Tips to Establish Good Journaling Habits
In last week’s blog post, I went into detail explaining some of the journaling features in the JMB Living Journal and how I interpret some prompts in the journal. In my journal I capture my thoughts, practices, lifestyle, experiences—through this, I feel such a personal connection to it because it is a reflection of me. I designed the JMB Living Journal not only as a tool and resource for organization and reflection, but also to harmonize joy, mindfulness, and balance in everyday life with its features. However, such an in-depth journaling commitment can be overwhelming for people new to journaling or who are exploring a new type of planning with JMB Living. Now that I’ve explained some of the prompts, I’d like to share some tips and best practices for staying motivated to consistently update and use a journal. Journaling is intrinsically a personal act, and you should customize it according to you.
We all have developed daily rituals over time that are now critical aspects of our life. Morning cups of coffee, night-time showers, brushing our teeth, checking the news, and socializing are all things that we dedicate specific time in our day to. Journaling is more attainable and easily maintained when you implement it in part of your routine. Take into account your lifestyle, habits, and why you are journaling. Here are some helpful questions you can ask yourself to determine the best, most realistic time for you to write in your JMB Living Journal.
Do you use it mostly to plan and track your obligations/plans? Or do you prefer to journal the events of your day and feelings throughout?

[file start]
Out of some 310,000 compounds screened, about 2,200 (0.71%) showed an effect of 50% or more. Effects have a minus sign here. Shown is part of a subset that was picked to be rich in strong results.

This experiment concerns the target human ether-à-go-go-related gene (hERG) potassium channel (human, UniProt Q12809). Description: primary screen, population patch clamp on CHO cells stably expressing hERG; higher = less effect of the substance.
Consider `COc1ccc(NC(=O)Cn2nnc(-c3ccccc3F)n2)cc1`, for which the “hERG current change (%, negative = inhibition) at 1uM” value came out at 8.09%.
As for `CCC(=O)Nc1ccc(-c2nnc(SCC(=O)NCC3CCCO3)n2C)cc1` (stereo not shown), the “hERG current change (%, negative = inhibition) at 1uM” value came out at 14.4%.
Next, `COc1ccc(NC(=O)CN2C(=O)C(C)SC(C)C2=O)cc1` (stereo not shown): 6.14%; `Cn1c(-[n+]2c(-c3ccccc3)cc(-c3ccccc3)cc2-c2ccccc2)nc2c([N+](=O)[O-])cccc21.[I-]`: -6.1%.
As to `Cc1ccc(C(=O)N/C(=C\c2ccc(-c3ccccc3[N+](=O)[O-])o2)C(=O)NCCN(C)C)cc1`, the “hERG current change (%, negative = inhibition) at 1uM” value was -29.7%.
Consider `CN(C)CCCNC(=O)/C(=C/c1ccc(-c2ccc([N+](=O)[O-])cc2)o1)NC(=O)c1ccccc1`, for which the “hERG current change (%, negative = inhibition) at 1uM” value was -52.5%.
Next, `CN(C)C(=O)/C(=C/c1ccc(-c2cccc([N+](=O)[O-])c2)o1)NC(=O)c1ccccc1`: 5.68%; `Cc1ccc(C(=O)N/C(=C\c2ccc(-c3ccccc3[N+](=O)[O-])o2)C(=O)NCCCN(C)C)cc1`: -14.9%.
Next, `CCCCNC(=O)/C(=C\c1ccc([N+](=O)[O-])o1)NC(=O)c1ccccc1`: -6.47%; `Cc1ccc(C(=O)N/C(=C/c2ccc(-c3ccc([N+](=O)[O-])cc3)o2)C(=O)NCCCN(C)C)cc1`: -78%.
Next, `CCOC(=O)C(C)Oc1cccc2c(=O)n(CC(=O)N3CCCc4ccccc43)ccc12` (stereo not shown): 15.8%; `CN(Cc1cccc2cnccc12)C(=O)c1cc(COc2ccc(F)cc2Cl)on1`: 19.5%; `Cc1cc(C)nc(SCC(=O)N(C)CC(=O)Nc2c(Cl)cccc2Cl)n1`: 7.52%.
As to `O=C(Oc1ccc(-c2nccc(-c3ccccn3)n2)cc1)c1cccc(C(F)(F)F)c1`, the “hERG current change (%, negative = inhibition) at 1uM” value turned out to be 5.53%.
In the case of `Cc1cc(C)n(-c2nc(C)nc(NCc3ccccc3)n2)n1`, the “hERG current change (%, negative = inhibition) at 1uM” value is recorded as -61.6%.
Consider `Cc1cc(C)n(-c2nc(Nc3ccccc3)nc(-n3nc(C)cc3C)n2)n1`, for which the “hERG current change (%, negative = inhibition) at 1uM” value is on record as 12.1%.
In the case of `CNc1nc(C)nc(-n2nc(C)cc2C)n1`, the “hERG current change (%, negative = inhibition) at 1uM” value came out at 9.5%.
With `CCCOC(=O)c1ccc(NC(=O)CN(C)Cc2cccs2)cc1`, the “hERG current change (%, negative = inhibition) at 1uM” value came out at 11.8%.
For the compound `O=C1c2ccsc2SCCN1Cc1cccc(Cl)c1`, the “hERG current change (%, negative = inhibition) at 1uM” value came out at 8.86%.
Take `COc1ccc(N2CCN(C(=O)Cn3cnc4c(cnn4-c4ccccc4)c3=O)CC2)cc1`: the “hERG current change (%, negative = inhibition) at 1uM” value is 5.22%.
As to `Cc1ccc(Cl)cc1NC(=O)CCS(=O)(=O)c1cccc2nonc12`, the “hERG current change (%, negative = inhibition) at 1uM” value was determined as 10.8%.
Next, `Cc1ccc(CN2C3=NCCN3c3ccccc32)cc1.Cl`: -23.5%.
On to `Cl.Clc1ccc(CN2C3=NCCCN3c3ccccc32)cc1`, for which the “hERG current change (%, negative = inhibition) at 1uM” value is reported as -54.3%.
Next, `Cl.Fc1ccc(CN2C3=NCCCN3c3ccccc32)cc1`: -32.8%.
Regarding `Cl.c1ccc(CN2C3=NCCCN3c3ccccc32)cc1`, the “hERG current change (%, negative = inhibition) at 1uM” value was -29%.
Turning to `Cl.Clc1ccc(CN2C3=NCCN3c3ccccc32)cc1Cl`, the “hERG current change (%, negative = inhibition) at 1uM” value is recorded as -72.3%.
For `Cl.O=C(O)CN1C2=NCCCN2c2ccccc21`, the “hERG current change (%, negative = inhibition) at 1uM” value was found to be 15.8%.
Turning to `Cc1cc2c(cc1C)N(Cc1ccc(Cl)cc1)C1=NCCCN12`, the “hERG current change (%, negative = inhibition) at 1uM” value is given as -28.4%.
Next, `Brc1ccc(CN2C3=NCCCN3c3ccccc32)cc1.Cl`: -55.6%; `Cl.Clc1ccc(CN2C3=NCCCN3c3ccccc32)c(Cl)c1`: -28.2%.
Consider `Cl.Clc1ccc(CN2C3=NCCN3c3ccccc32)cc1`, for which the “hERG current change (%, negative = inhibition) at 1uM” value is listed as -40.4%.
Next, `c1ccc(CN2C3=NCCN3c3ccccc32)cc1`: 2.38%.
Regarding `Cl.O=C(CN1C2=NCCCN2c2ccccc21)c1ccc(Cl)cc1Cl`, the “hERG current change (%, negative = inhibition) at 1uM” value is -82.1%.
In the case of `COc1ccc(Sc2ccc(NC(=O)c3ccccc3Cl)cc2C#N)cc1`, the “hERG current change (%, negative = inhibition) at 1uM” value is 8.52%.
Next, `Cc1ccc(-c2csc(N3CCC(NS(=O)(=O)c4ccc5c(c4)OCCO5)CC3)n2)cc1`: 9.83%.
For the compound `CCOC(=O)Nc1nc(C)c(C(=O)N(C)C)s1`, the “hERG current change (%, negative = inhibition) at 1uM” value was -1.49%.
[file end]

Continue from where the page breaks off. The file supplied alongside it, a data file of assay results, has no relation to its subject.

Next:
Would you prefer to do it at night so that you can review your plans for the next day or write about how your day was while it’s still fresh on your mind? Or do you want to start your day and look at your responsibilities or journal about the previous day once you’ve slept on it?
When does it make the most sense according to your daily schedule?
Is it practical for you to add it to your morning schedule, or are you more likely to do it in the evening or just before bed?
When do you need to take time to yourself and reflect the most?
Do you find yourself feeling most mindful in the morning so that you can center yourself before you start your day, or do you like to unwind and process your day at night?
Because the JMB Living Journal works as both a planner and journal, you can compartmentalize its use. I reference mine throughout the day to make sure I’m accomplishing my work tasks, but fill out most of the prompts and journal in the morning. I like to start my day by filling out that day’s prompts for gratitude, abundance, affirmations, self-care and things I’m going to do today, while I drink my morning cup of tea so that I can lead with the intentions I set for the day. Then when I close out my work day I jot down things I want to do tomorrow on the next page while it is still fresh in my mind. I also reflect back on my day and fill out my best win, beauty I noticed and what gave me joy at this time.
However, some might prefer to fill out all the prompts at night to write about the day they just had and go to bed with their intention for the next day on their mind. The best way to consistently fill out your journal is to personalize your entire experience so that you as an individual feel satisfied and content journaling your day.